Could eating less carbohydrates and more fat relax DNA and boost mental function? Researchers found that a ketogenic diet – consuming high amounts of fat, adequate protein, and low carbohydrates – increases an epigenetic agent naturally produced by the body. This, in turn, may improve memory defects and bolster the growth and development of nervous tissue. In a study published in PNAS, researchers looked at mice with a genetic alteration similar to one found in humans who suffer from a [more…]

The Epigenetics of Honeybee Memory Offers a Glimpse Into Our Own Minds

January 10, 2017 Bailey Kirkpatrick

The fascinating memory of a honeybee could give us hints about our own long-term memory formation, scientists suggest. According to a new study, epigenetic marks are added to the DNA of honeybees in a response to an enzyme known as DNA methyltransferase (Dmnt) and removed in response to a Dnmt inhibitor drug. This epigenetic mechanism may play a role in memory specificity and influence the removal and re-acquisition of memory. When human memory breaks down or fails, disorders such as [more…]

Being Overweight Adds Distinct Epigenetic Marks to DNA

December 27, 2016 Bailey Kirkpatrick

Extra weight that you may have put on during the holidays could not only appear around your belly, but also add epigenetic tags to your DNA, suggests a new study. Having a high body mass index (BMI) was linked to additional methyl tags found at more than 200 areas on the genome, which affects gene expression and could predict susceptibility to some diseases like diabetes. “This issue is particularly relevant because an estimated one and a half billion people throughout [more…]

Dogs Exposed to BPA Give Us Epigenetic Clues About Our Own Wellbeing

December 20, 2016 Bailey Kirkpatrick

Exposure to a widespread environmental chemical could cause changes to chemical tags on DNA, which can impact the expression of genes and potentially increase the risk for disease. Researchers studied one of our closest companions – dogs – and the epigenetic effect of bisphenol-A (BPA) found in canned dog food. Since these animals share our environment more closely than any other species, they offer us valuable insight into the exposure of this toxic chemical and its potential epigenetic influence. Extensive [more…]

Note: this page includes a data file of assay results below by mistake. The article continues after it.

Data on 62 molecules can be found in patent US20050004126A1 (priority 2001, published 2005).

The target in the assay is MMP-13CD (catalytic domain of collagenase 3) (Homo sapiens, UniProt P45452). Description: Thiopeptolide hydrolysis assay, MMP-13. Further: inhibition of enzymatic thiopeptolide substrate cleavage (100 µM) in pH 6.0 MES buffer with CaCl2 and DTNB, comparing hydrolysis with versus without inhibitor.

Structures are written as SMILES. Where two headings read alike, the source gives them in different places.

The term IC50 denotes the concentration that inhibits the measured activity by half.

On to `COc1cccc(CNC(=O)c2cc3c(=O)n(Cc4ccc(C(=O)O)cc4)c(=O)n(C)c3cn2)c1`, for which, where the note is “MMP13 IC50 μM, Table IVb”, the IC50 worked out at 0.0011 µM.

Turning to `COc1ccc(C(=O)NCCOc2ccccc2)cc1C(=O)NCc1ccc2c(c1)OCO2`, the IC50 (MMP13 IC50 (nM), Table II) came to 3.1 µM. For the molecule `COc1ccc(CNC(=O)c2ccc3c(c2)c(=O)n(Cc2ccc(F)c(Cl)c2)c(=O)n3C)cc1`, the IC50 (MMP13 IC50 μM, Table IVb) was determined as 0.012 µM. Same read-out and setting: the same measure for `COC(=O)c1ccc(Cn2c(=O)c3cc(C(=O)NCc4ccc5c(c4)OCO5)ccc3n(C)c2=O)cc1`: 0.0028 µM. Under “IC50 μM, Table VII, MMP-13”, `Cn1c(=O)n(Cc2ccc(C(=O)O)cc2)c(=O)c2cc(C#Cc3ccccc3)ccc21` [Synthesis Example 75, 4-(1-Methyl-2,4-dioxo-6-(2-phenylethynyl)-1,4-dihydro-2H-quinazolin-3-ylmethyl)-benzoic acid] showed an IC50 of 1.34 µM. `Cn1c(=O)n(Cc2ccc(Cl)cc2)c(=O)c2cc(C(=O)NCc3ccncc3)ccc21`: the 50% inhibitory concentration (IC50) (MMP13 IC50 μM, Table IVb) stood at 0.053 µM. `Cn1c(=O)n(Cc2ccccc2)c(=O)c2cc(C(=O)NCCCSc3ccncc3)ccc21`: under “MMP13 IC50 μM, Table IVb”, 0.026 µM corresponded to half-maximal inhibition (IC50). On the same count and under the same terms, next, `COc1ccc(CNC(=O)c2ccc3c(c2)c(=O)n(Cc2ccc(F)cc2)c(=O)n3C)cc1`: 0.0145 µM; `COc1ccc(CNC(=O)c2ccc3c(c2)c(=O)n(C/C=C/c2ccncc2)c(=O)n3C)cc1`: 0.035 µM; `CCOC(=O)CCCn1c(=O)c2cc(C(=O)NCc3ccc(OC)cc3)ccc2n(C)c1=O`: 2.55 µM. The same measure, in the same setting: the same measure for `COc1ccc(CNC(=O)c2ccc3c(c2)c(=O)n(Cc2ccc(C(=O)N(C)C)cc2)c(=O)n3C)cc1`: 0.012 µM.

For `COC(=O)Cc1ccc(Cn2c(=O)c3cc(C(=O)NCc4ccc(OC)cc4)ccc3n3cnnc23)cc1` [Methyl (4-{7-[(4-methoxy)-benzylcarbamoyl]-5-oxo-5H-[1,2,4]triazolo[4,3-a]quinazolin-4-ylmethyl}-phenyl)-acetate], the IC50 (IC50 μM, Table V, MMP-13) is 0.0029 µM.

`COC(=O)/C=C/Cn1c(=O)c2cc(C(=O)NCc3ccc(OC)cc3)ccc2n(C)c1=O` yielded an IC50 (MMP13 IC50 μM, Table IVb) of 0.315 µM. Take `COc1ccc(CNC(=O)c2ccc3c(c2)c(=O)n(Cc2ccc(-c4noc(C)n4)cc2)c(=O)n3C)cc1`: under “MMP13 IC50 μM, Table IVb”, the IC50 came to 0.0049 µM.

Epigenetically Reactivating a Compromised Immune System with a Specific Sugar

December 13, 2016 Bailey Kirkpatrick

Could a certain type of sugar undo the failure of an individual’s immune system? New research suggests that immune cells can be restored in those with a compromised immune system using a sugar known as beta-glucan, which can turn on an epigenetic “control switch”. For many, getting an infection, such as a sinus infection, feels like an intensified, prolonged cold. Bacterial sinus infections are often easily combated with antibiotics, but typically resolve on their own. However, for more than a [more…]

Binge Drinking as a Teen May Epigenetically Harm the Health of Future Generations

December 6, 2016 Bailey Kirkpatrick

Binge drinking as a teenager not only harms your brain and body, but may also epigenetically impact your future children, a new study reports. Excessive drinking in adolescents could turn genes on or off in their offspring’s brain, setting them up for susceptibility to certain diseases. The study, presented at the annual Society for Neuroscience meeting on Nov. 14, 2016, suggests that repeated episodes of excessive drinking when you’re young can actually put your future children at risk for developing [more…]